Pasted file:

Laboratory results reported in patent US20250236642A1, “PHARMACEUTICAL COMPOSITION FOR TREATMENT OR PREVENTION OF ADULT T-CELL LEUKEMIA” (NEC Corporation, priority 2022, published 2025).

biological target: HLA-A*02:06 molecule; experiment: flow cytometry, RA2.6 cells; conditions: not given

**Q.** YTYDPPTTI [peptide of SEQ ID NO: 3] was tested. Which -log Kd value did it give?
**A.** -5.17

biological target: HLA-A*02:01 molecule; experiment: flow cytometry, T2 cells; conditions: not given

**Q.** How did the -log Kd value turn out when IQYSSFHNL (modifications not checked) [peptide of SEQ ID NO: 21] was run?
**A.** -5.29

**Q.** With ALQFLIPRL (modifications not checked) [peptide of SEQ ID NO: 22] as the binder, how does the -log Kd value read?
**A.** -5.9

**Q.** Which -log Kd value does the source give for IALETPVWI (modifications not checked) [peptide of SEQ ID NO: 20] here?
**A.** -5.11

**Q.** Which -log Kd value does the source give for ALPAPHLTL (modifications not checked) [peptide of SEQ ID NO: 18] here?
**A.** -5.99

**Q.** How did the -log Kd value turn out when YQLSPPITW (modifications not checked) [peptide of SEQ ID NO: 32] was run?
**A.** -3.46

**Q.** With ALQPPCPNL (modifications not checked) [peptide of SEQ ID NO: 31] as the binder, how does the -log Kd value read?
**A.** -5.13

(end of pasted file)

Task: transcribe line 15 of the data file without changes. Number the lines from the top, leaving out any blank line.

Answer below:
**A.** -3.46